Gatwick company on running mine clearance in Falklands
Fenix Insight, based in Copthorne, has been overseeing the clearance of the minefields in the Falkland Islands since 2009.
Colin King, technical director of the business, first visited the Falklands in 1984 as a young army captain on his first operational command overseas.
“It was quite a responsibility,” he said. “But I had a good team and the work was always interesting. Despite the intensive bomb disposal training, overseas operations are always a steep learning curve. After 35 years, dozens of countries and thousands of weapons, I’m still learning.”
Fenix was formed in January 2011 after the start of the Falklands clearance contract.
He said: “It was formed from a combination of my bomb disposal company and a similar company based in London. We got together largely to bring together my technical knowledge of weapons with the quality management skillset of the co-director (David Hewitson).”
Fenix’s role in the Falklands was there to ensure that every aspect of the clearance operation was completed properly, to ensure that the people and government of the Falkland Islands could have complete confidence when walking through previously contaminated areas. No minefield area was signed off as clear until we were fully satisfied that this was the case.
Colin’s role was to recover, disassemble, analyse and test live mines to assess their condition, train the deminers and assess the long-term risk.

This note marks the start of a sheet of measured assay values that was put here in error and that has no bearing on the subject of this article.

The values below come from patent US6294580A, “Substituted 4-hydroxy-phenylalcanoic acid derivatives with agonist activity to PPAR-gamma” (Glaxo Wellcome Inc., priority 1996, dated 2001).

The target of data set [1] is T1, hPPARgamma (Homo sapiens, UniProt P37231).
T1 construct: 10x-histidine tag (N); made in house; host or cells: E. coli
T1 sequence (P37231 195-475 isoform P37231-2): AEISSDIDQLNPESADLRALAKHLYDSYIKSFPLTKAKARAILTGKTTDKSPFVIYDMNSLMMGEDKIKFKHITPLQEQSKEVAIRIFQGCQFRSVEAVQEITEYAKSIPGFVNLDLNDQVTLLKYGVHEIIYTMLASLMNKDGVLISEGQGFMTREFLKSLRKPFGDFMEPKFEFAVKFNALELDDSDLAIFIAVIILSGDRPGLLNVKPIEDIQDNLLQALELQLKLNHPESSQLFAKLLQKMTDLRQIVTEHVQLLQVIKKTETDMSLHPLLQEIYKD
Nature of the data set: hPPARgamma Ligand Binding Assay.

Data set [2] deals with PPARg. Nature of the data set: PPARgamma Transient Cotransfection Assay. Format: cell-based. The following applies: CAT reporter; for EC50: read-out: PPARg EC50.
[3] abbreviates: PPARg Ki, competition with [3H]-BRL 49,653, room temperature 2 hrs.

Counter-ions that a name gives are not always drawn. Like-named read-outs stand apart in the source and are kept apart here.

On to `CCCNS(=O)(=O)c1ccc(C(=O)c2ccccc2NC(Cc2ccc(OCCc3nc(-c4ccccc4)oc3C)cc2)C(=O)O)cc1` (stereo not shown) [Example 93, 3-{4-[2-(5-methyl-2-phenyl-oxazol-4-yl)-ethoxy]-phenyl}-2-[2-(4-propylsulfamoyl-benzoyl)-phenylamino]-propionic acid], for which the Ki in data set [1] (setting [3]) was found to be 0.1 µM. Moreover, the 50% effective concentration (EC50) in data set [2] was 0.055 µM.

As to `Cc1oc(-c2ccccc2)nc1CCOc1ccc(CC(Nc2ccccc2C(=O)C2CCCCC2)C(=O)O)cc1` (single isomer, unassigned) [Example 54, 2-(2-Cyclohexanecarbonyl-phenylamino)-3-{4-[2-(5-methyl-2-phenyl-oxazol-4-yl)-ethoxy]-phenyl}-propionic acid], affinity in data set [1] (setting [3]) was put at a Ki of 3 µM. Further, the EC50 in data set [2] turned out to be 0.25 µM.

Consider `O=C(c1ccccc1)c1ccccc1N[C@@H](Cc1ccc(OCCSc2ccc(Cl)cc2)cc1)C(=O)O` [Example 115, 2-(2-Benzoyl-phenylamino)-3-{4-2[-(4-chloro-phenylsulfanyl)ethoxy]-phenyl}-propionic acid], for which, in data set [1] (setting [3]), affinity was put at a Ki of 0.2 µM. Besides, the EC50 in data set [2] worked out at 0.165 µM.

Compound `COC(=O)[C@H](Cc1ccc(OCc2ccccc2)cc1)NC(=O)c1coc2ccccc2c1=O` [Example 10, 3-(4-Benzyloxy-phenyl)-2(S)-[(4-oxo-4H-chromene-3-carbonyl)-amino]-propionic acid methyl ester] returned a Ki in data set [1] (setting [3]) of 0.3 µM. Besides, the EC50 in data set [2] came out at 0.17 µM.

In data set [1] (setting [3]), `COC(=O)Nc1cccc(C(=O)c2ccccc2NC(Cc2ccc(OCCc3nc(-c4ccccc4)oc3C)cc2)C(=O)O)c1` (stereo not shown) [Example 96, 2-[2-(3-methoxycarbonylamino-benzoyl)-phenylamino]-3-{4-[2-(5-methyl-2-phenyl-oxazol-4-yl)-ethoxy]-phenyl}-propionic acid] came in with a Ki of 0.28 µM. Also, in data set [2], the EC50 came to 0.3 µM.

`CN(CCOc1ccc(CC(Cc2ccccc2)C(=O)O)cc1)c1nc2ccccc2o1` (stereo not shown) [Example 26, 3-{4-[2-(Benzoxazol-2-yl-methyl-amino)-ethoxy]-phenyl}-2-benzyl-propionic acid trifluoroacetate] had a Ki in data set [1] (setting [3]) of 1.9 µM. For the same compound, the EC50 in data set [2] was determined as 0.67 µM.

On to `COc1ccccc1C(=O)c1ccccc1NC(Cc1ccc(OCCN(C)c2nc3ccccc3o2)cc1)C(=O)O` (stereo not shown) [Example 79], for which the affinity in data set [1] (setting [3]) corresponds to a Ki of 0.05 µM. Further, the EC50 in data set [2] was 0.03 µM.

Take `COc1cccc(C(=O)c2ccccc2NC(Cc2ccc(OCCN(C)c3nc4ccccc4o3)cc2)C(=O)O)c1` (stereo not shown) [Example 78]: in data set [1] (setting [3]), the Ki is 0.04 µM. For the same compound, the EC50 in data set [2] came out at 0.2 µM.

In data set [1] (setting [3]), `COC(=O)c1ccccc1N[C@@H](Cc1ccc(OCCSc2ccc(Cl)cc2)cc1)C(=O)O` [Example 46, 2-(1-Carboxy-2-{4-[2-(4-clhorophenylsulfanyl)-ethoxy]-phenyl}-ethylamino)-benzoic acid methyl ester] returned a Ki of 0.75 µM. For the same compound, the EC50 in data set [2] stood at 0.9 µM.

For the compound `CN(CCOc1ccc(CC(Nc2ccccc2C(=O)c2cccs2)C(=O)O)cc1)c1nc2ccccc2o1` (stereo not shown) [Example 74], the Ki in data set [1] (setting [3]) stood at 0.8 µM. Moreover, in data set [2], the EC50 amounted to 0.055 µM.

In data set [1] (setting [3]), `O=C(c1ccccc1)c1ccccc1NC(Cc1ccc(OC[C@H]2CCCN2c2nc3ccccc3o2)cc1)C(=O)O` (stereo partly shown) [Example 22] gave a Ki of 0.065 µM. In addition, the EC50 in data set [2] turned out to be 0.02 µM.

He said: “This was undertaken in a number of short deployments, taking many of the specialist tools with me and mostly working in workshops, improvised from Iso containers.
“On my most recent trip, the youngest member of the Fenix team, 21-year-old Max Grace from Copthorne, worked with me to disassemble and test the mines.”
Over the last ten years contractors have cleared more than 10,000 mines, Colin has disassembled and tested somewhere in the region of 200 both in the Falklands, and hundreds more in other countries over the same period.
Colin said: “Mine clearance in the Falklands is now finished, but clearance organisations are still working to clear mines in many other countries.
“Fenix is currently involved with the disassembly and destruction of mines, cluster bombs, IEDs and other weapons in several countries, including Botswana, Cambodia, Colombia, Mozambique, Peru and Vietnam.”
He added: “There are recent international bans on landmines and cluster munitions (multiple small bomblets dispensed from larger rockets, bombs and shells).
“The legislation helps limit their use (among the countries that sign up), but it doesn’t remove them from the ground.
“Millions of tons of weapons dating from the Cold War era still litter countries around the world, killing and injuring the people who encounter them, and providing terrorist groups with ammunition to make their own bombs (‘IEDs’).
“Fenix is constantly engaged in the battle to destroy these munitions before they impact local communities.”
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